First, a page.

The winch 18 is driven by a motor drive mechanism 20. The motor drive mechanism 20 can be a conventional type of mechanism for driving the winch 18 and being powered by a 12 volt source. One example of a motor of this type is that utilized in electrically operated automobile windows. These are reversible motors which have a worm gear drive mechanism. The winch 18 can be interfaced with the worm gear through a gear reduction box of conventional construction.
To operate the motor 20, a key switch 22 is mounted on the bumper of the truck and connected to the actuating contacts of the motor 20 through wires 24. The wires 24 are concealed such that access thereto is impeded, thus preventing access to the controls for the motor drive package 20 without a key. Additionally, the power connection for the motor drive mechanism 20 can be connected through the ignition switch such that activation of the ignition circuit on the vehicle is required to initiate operation of the spare tire mechanism.
Referring now to FIG. 2, there is illustrated a side view of the phantom line pickup truck with the tire securing apparatus fitted against the underside of the truck and shown in cross-section. Like numerals refer to like parts in the various figures. A tire 26 is illustrated inside the enclosure 10. The enclosure 10 is donut shaped with a recess 28 formed in the center thereof. The recess 28 is sealed and has a planar surface 30 as an integral part thereof. The recess 28 and the enclosure 10 are a sealed surface fabricated from materials such as fiberglass or polyvinyl chloride (PVC) material. However, such materials as aluminum or chrome plated steel can also be utilized to provide a lightweight enclosure.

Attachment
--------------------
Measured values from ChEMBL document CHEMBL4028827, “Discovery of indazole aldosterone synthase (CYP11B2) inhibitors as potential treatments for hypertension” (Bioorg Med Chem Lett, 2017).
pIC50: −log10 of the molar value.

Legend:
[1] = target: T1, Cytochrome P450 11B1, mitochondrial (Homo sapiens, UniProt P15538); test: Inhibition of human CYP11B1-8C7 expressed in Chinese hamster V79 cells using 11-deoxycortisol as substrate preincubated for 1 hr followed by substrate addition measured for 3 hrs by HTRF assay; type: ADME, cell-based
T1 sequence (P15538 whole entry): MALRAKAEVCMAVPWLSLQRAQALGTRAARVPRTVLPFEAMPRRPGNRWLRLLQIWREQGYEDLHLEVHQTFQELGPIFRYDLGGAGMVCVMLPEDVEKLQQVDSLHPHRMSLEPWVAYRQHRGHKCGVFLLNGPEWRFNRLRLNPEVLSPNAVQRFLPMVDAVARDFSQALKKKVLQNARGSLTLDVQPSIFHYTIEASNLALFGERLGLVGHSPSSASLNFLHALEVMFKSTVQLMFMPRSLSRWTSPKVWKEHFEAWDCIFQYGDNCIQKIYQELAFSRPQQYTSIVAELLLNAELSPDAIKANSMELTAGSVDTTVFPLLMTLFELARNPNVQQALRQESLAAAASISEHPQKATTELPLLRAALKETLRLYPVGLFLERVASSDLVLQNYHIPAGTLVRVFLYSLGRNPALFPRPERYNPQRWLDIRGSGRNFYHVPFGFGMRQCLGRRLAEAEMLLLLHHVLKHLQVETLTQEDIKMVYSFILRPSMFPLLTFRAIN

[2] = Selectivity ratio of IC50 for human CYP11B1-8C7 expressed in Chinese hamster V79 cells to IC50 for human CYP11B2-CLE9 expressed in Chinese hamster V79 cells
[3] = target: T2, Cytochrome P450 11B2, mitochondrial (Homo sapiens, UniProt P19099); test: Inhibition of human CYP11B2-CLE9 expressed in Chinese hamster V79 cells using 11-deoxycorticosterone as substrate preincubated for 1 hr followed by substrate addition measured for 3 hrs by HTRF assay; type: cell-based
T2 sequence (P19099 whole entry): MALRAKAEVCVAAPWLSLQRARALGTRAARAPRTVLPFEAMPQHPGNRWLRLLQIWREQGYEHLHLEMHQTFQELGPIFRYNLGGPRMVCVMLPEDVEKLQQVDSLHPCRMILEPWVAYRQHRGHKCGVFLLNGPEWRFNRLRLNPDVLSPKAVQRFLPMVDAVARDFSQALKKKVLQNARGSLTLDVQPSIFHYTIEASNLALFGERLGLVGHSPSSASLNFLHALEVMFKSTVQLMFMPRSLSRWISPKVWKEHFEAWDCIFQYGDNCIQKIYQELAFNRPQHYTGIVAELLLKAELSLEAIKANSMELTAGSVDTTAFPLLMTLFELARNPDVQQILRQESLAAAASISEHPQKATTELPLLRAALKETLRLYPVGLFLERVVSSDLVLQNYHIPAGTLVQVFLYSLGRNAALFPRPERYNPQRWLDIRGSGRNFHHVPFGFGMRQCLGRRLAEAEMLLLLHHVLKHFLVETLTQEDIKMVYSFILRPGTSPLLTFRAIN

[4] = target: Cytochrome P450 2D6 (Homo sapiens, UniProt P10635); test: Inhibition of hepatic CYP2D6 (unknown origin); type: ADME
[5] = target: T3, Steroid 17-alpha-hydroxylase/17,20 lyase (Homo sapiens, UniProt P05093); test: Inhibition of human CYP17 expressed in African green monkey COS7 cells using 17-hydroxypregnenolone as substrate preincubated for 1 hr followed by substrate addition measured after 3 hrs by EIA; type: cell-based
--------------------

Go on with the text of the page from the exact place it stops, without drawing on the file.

The tire 26 has a rim 32 on which the tire 26 is mounted. The rim 32 has a number of mounting holes 34 for mating with appropriate lugs on the wheel. The rim 32 is operable to mount upon a reinforcing plate 36 that is adjacent the planar surface 30 on the interior of the enclosure 10. The eyebolt 12 passes through the center of the rim 32 such that the cable 14 can be attached thereto. To ensure that the rim 32 is centered on the reinforcing plate 36, locating lugs 38 and 40 are provided and protrude upward from the reinforcing plate 36 for mating with the mounting holes 34. Although only two locating lugs 38 and 40 are illustrated, it should be understood any number of locating lugs can be utilized, depending upon the number of lug holes provided for in the rim of the tire. However, different vehicles utilize different size rims with a different number of lug holes therein and, also, a different spacing therefor. Therefore, an alternate embodiment may utilize a single locating lug or adjustable locating lugs to compensate for differing rim sizes.
The enclosure 10 is dimensioned such that a space 42 is formed underneath the sidewalls of the tire 26. This space is defined by the depth of the recess 28. By providing the space 42, a valuable storage area is formed for storing such things as miscellaneous tools, tire inflating aerosols and tire changing tools. The weight of the tire 26 is carried by the upward force of the eyebolt 12 on the reinforcing plate 36. Therefore, the enclosure 10 provides both a protective function and a storage compartment for both the stored items and the tire 26.